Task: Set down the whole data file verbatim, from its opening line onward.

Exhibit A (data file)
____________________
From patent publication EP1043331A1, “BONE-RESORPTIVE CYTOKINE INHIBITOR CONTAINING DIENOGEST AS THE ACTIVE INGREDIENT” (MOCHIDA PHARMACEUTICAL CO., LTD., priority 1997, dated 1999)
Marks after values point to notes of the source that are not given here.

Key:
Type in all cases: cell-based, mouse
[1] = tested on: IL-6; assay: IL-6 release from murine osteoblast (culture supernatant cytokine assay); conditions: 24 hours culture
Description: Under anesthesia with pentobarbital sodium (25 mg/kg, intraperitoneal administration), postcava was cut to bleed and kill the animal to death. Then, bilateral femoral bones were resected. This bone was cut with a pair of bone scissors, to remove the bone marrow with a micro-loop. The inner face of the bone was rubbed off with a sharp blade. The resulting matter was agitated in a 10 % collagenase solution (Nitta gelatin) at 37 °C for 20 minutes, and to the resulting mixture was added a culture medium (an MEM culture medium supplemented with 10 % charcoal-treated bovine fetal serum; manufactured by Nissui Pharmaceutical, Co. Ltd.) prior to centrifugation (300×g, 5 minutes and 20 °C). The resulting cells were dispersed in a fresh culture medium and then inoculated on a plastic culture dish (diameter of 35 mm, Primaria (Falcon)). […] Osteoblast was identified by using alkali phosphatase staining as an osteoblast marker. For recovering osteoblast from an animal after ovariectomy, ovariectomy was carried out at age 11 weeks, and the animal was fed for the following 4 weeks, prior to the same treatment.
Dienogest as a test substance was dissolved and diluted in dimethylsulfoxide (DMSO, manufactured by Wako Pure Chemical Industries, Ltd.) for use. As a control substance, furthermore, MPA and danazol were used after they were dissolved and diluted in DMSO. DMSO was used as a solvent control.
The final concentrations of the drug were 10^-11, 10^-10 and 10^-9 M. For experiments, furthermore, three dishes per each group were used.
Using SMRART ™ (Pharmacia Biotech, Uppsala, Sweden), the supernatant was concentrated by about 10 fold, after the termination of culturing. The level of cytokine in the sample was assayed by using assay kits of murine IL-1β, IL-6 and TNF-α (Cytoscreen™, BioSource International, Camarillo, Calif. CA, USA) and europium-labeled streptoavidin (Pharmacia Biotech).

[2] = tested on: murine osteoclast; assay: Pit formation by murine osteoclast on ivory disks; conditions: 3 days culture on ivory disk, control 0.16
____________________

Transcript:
From patent publication EP1043331A1, “BONE-RESORPTIVE CYTOKINE INHIBITOR CONTAINING DIENOGEST AS THE ACTIVE INGREDIENT” (MOCHIDA PHARMACEUTICAL CO., LTD., priority 1997, dated 1999)
Marks after values point to notes of the source that are not given here.

Key:
Type in all cases: cell-based, mouse
[1] = tested on: IL-6; assay: IL-6 release from murine osteoblast (culture supernatant cytokine assay); conditions: 24 hours culture
Description: Under anesthesia with pentobarbital sodium (25 mg/kg, intraperitoneal administration), postcava was cut to bleed and kill the animal to death. Then, bilateral femoral bones were resected. This bone was cut with a pair of bone scissors, to remove the bone marrow with a micro-loop. The inner face of the bone was rubbed off with a sharp blade. The resulting matter was agitated in a 10 % collagenase solution (Nitta gelatin) at 37 °C for 20 minutes, and to the resulting mixture was added a culture medium (an MEM culture medium supplemented with 10 % charcoal-treated bovine fetal serum; manufactured by Nissui Pharmaceutical, Co. Ltd.) prior to centrifugation (300×g, 5 minutes and 20 °C). The resulting cells were dispersed in a fresh culture medium and then inoculated on a plastic culture dish (diameter of 35 mm, Primaria (Falcon)). […] Osteoblast was identified by using alkali phosphatase staining as an osteoblast marker. For recovering osteoblast from an animal after ovariectomy, ovariectomy was carried out at age 11 weeks, and the animal was fed for the following 4 weeks, prior to the same treatment.
Dienogest as a test substance was dissolved and diluted in dimethylsulfoxide (DMSO, manufactured by Wako Pure Chemical Industries, Ltd.) for use. As a control substance, furthermore, MPA and danazol were used after they were dissolved and diluted in DMSO. DMSO was used as a solvent control.
The final concentrations of the drug were 10^-11, 10^-10 and 10^-9 M. For experiments, furthermore, three dishes per each group were used.
Using SMRART ™ (Pharmacia Biotech, Uppsala, Sweden), the supernatant was concentrated by about 10 fold, after the termination of culturing. The level of cytokine in the sample was assayed by using assay kits of murine IL-1β, IL-6 and TNF-α (Cytoscreen™, BioSource International, Camarillo, Calif. CA, USA) and europium-labeled streptoavidin (Pharmacia Biotech).

[2] = tested on: murine osteoclast; assay: Pit formation by murine osteoclast on ivory disks; conditions: 3 days culture on ivory disk, control 0.16